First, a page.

My great grandma Harrison – my mother’s mother’s mother. What a story she had! I’ve always heard that my great grandma, Lily had a harsh demeanor. This becomes more clear when you learn more of her story. Though her family were orthodox Jews, she chose to marry the Mormon solider from the United States who she fell in love with while he served overseas during the war. She moved to a tiny town called Milad, Idaho, joined the LDS church and started a family with her love despite her family disowning her for that choice. Tragically,after great grandma and grandpa had 8 children together, grandpa died from injuries he’d acquired during the war. And my great grandma was left to provide for her children as a widow in a foreign country, in a tiny little farm town. She made a living selling Avon and Christmas cards. Great grandma didn’t take any government handouts, and hardly any help from anyone else either. She was very proud – and very self-reliant and very thrifty. (My granny says she can’t eat oatmeal anymore, because she ate it so much as a child that she can’t stand it now.) Great grandma Harrison was also faithful to the church she had joined. In a short autobiography she wrote about herself she said that she had not been perfect in her life but that she was pleased above all that her children had all turned out all right – that that was what was most important to her. Great grandma also had a navel that had formerly connected her to her mother overseas.

I don’t know a whole lot about the story of my great grandma Lily’s mother. To have disowned her child seems an unduly harsh thing to do in a day and world like ours where everybody says that anything goes. But, then I think about my favorite character, Tevye, from the famous musical, “Fiddler on the Roof” and I start to understand. My great great grandma, must have been a woman of unshakable faith. She fled from Prussia with her family to England to escape the horrible persecution of the Jews that was going on there. My great great grandma had chosen first and foremost to serve her God in the best way she knew how through all that life had thrown at her. My great great grandma actually passed away while my great grandma was pregnant with my granny. My granny was named Lena after her memory. More proof to me that despite how challenging some of her choices were to digest, that this was a woman worth remembering and cherishing.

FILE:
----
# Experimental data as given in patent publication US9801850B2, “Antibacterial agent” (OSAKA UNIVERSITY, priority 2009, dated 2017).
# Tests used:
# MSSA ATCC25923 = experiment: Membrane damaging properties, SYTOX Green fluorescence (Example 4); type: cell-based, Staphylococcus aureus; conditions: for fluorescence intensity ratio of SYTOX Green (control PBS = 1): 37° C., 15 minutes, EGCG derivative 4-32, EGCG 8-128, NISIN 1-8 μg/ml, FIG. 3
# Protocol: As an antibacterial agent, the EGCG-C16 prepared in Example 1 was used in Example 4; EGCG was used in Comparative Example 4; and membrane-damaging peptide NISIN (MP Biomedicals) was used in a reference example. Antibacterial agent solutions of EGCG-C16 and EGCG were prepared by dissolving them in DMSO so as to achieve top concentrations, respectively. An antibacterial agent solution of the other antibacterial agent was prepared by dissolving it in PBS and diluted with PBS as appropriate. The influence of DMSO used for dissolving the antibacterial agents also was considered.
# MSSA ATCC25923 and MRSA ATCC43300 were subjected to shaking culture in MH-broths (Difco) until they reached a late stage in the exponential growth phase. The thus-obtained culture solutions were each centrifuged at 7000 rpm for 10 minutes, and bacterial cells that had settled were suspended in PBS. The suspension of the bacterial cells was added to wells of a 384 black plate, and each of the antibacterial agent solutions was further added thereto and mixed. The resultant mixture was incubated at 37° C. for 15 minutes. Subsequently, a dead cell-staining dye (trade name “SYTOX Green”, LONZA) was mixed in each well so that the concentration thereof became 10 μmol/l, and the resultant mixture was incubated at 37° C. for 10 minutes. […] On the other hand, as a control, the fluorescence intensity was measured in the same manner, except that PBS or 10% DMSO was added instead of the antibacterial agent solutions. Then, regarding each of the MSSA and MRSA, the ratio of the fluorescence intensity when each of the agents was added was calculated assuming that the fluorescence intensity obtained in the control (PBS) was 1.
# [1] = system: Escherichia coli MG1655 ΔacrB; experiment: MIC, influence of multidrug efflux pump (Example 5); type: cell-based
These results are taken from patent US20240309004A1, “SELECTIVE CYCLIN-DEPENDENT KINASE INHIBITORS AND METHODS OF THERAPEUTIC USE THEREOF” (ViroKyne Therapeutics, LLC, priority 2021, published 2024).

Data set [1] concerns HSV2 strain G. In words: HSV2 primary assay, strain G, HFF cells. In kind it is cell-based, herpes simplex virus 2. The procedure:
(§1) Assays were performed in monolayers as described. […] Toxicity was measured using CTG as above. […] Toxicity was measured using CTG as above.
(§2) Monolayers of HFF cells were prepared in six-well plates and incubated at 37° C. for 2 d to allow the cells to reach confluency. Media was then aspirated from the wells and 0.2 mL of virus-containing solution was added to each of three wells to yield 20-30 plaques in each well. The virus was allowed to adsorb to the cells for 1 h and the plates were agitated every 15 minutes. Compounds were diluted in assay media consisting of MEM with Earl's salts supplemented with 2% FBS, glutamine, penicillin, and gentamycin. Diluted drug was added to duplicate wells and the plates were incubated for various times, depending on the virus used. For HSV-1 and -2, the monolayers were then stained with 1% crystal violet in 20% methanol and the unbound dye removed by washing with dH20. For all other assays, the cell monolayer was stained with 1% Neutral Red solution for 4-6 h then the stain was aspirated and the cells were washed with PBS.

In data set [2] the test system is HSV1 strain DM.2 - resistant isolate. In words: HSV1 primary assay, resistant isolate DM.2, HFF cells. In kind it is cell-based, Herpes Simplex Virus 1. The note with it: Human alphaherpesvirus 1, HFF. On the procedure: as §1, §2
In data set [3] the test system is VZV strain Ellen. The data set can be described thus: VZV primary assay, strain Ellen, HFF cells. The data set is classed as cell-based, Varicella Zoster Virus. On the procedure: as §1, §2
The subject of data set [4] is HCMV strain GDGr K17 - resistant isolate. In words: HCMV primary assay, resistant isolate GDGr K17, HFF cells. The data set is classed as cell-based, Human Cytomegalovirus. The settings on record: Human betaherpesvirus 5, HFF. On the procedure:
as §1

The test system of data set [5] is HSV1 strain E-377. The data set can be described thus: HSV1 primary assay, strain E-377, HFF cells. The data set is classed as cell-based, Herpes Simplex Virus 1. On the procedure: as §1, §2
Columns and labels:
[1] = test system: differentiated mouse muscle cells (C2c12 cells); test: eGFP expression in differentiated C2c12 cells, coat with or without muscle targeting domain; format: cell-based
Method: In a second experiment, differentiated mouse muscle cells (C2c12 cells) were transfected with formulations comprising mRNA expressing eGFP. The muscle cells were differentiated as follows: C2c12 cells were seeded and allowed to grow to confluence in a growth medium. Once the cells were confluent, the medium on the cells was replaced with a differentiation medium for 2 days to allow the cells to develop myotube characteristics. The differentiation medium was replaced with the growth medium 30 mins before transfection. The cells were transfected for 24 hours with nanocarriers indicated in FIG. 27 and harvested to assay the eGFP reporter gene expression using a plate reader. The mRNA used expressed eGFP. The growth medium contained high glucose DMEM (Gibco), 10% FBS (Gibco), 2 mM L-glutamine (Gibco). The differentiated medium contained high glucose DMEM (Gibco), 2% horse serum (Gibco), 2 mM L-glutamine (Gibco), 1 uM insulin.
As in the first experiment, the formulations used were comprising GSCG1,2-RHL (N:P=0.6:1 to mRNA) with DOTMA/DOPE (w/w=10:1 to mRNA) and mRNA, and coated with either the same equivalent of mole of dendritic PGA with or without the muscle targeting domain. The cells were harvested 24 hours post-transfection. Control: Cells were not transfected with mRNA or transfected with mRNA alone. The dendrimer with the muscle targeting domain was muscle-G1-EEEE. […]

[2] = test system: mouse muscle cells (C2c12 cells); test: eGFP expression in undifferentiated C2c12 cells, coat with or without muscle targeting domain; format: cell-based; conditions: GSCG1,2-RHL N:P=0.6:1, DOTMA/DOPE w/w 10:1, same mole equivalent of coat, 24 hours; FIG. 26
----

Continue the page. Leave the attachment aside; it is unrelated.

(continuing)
And her mother? And her mother? And her mother? All the way back to our first mother, Eve. They all gave their babies the incredible gift of life. And each mama gave them their own contributions, their different legacies – of faith, self-reliance, thriftiness, music, duty, and nourishment of mind, body, and spirit and so on and so forth.

And I? Well, I just look at my sweet, rambunctious children, and I hope that God can make up the difference in where I am at and what my children need! Because this motherhood thing? It takes all I have to offer and then some. And I really don’t know if my “and then some” will be enough to create any sort of legacy worth writing about. I do know, though, that the great women who came before me did it - with God, they did it. I know that I am indebted to Him, and to them for the love and sacrifices they have all given to their children (and to me) with all they had and were/are.

I hope I can live up to the lives and legacies my mother ancestors have set for me. Today, I cherish and honor and remember them. 

Today I looked at those lines on my once smooth belly that have marked my path to motherhood and that darkened navel heritage of mine, and I smiled.

Me, my mom, Granny Shanks and Atley